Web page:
Chris Day joins InTrans in ‘big data’ projects

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February 12, 2018
Chris Day
Chris Day

Chris Day already knows “big data” is a big deal. The next step is researching how to use those figures to make roadway systems safer and more efficient.

 

That’s in part what brought Day to the Institute for Transportation (InTrans) this past fall, after seven years as a senior research scientist at Purdue University’s Joint Transportation Research Program.

 

Day said InTrans appealed to him as one of the strongest transportation research programs in the nation that has a good working relationship with other transportation agencies and a good potential for growth.

 

Plus, it will allow him to continue work on what he knows best: performance measurement and related applications of data.

 

“Although agencies are beginning to pick up the technology, the next step is to figure out how to best use it, and integrate it into business practices,” Day said.

 

Day, who also works as an assistant professor at Iowa State University, has focused his research on mobility performance measures that help use data to assess roadway conditions and traffic signal systems performance measures that he hopes will help traffic engineers better manage their systems.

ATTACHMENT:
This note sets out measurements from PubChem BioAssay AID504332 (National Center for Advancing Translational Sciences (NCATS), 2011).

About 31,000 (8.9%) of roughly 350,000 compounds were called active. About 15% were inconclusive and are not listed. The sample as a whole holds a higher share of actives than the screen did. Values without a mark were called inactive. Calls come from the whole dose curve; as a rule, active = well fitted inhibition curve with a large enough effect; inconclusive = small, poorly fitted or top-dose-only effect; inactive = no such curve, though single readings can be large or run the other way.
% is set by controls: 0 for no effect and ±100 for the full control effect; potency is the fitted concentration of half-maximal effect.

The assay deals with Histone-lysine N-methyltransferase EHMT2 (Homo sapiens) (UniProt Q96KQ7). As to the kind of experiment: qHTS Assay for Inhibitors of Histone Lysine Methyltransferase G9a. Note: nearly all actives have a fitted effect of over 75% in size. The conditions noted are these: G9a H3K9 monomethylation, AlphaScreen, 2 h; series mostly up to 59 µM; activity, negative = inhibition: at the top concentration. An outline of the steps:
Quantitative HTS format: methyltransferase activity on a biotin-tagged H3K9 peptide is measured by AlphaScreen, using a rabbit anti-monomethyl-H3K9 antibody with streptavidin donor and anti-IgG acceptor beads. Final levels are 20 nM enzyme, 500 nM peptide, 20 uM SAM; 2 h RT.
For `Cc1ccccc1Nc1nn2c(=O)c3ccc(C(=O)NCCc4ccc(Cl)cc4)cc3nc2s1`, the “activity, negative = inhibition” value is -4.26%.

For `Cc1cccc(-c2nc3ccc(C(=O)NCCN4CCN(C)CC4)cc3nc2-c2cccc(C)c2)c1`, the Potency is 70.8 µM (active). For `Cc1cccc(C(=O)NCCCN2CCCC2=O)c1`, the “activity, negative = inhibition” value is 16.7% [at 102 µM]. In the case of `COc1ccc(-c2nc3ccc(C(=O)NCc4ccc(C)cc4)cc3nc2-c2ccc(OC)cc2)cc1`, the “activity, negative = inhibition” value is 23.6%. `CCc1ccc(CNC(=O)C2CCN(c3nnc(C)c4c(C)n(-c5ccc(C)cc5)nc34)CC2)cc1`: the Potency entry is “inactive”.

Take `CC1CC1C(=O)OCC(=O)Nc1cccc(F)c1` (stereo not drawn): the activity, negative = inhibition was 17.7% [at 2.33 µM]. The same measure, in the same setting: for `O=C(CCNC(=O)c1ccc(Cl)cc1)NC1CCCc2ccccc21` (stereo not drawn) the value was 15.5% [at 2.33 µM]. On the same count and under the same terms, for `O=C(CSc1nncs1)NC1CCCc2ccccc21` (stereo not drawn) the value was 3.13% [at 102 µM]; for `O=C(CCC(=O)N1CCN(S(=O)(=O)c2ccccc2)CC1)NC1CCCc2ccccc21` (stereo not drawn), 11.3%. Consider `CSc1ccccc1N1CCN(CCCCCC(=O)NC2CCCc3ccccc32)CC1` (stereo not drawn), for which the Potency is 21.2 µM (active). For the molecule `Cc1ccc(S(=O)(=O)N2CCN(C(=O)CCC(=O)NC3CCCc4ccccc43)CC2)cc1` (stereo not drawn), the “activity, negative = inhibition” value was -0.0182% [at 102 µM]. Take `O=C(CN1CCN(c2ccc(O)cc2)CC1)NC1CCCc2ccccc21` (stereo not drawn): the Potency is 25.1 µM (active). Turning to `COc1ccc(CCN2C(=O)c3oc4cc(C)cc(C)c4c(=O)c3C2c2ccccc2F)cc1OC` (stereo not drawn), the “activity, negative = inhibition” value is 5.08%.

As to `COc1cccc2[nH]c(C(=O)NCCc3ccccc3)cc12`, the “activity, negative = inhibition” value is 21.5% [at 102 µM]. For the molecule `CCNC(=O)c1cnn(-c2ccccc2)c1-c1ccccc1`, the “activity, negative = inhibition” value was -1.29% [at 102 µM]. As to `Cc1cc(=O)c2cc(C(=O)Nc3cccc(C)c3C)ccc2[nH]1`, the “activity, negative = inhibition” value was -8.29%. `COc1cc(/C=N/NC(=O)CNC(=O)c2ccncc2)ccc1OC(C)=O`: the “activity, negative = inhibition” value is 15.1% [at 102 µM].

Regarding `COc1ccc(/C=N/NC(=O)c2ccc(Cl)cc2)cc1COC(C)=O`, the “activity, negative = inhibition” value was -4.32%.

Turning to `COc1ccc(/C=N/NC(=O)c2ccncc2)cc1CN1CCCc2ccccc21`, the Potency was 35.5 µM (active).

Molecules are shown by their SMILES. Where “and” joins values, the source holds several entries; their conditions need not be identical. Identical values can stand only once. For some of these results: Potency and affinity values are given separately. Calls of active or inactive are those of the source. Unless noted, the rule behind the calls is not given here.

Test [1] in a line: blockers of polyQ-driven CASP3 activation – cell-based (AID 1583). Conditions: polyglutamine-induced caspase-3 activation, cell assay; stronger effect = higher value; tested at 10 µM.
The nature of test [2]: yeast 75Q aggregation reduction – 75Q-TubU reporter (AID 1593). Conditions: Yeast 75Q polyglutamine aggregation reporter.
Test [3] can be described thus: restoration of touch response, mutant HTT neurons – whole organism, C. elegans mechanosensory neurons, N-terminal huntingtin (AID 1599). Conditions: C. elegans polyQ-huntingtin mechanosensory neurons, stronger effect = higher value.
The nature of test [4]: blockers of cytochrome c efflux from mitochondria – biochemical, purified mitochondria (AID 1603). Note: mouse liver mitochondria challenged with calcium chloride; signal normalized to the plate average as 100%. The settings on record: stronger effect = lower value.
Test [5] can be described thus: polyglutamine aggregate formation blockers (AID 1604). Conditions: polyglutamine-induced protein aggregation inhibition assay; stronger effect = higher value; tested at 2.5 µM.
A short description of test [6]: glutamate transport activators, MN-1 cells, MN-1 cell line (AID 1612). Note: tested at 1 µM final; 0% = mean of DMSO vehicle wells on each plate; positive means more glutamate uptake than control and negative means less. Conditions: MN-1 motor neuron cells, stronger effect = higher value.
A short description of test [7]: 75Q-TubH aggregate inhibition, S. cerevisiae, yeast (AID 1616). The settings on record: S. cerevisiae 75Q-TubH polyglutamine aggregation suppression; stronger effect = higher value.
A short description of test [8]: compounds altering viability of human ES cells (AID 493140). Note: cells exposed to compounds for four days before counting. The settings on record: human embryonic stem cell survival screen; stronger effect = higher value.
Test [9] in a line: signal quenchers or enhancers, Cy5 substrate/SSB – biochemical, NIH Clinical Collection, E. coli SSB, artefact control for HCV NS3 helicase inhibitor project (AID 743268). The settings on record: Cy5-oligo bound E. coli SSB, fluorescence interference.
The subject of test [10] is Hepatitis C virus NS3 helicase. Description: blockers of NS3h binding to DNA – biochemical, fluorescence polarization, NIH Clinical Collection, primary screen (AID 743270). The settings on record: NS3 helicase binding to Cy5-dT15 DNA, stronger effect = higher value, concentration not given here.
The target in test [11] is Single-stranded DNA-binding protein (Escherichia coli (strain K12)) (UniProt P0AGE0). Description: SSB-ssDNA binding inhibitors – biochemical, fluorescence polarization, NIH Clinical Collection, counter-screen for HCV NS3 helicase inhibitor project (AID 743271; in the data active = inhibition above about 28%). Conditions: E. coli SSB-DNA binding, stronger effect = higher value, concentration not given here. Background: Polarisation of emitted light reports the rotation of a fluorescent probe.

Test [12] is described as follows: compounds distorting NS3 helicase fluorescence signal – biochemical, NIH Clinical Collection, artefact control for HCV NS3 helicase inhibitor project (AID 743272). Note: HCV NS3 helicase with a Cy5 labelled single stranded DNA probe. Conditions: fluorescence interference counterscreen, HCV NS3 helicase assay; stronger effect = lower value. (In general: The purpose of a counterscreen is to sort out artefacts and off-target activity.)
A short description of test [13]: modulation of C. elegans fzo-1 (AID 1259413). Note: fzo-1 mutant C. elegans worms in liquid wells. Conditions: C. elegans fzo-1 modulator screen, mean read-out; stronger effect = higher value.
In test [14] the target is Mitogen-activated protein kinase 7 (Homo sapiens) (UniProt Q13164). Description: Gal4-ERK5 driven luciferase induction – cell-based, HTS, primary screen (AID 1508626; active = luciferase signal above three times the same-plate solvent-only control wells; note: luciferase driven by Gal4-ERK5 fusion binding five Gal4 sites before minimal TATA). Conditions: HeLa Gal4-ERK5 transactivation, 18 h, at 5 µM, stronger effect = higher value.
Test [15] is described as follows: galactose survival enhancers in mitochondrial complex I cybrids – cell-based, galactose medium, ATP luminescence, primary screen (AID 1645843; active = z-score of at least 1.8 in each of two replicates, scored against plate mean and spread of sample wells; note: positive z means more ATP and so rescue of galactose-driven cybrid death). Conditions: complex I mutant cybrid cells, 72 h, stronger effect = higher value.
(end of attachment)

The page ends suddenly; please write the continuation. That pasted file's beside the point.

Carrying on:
Day is currently assisting on the Iowa Department of Transportation’s annual mobility report, which uses probe vehicle data collected by a private-sector company through various mobile applications. The report focuses on Iowa interstates and uses that probe data to assess congested hours and reliability of travel, with the goal to develop visualization tools to monitor traffic.

 

Performance measures like those Day works on have the potential to yield insights into the reasons for delay.

 

“That potential has yet to be fully realized,” Day said.

 

He said he also hopes to work on technological advances in transportation in the future. Particularly, Day wants to conduct research on connected vehicles and other sources of vehicle location data.

 

“There is a lot of potential for that type of data, and ultimately eventually closing the loop and using that data to improve the system performance,” Day said.

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